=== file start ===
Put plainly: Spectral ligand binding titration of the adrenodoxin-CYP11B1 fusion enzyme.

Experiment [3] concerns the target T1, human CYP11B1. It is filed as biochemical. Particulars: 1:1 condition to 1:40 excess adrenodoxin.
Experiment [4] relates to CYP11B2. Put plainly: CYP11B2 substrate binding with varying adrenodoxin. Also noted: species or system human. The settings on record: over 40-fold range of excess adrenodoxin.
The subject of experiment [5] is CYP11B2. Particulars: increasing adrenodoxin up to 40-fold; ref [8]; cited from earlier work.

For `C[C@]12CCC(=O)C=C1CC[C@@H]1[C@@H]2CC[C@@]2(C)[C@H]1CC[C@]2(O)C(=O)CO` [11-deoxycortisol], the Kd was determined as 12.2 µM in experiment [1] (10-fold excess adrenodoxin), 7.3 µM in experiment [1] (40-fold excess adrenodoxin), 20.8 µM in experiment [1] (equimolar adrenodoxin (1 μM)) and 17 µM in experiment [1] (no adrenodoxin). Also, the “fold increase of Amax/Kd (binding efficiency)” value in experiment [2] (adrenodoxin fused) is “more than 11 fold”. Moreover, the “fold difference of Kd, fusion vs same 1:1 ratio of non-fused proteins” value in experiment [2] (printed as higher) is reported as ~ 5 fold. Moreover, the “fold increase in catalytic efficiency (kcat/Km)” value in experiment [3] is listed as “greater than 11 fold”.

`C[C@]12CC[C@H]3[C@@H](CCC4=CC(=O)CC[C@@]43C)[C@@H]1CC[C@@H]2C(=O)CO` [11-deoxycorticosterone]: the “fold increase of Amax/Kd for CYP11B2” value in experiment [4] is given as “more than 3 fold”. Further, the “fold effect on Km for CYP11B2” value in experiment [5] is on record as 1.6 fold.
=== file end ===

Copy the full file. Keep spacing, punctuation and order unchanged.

Put plainly: Spectral ligand binding titration of the adrenodoxin-CYP11B1 fusion enzyme.

Experiment [3] concerns the target T1, human CYP11B1. It is filed as biochemical. Particulars: 1:1 condition to 1:40 excess adrenodoxin.
Experiment [4] relates to CYP11B2. Put plainly: CYP11B2 substrate binding with varying adrenodoxin. Also noted: species or system human. The settings on record: over 40-fold range of excess adrenodoxin.
The subject of experiment [5] is CYP11B2. Particulars: increasing adrenodoxin up to 40-fold; ref [8]; cited from earlier work.

For `C[C@]12CCC(=O)C=C1CC[C@@H]1[C@@H]2CC[C@@]2(C)[C@H]1CC[C@]2(O)C(=O)CO` [11-deoxycortisol], the Kd was determined as 12.2 µM in experiment [1] (10-fold excess adrenodoxin), 7.3 µM in experiment [1] (40-fold excess adrenodoxin), 20.8 µM in experiment [1] (equimolar adrenodoxin (1 μM)) and 17 µM in experiment [1] (no adrenodoxin). Also, the “fold increase of Amax/Kd (binding efficiency)” value in experiment [2] (adrenodoxin fused) is “more than 11 fold”. Moreover, the “fold difference of Kd, fusion vs same 1:1 ratio of non-fused proteins” value in experiment [2] (printed as higher) is reported as ~ 5 fold. Moreover, the “fold increase in catalytic efficiency (kcat/Km)” value in experiment [3] is listed as “greater than 11 fold”.

`C[C@]12CC[C@H]3[C@@H](CCC4=CC(=O)CC[C@@]43C)[C@@H]1CC[C@@H]2C(=O)CO` [11-deoxycorticosterone]: the “fold increase of Amax/Kd for CYP11B2” value in experiment [4] is given as “more than 3 fold”. Further, the “fold effect on Km for CYP11B2” value in experiment [5] is on record as 1.6 fold.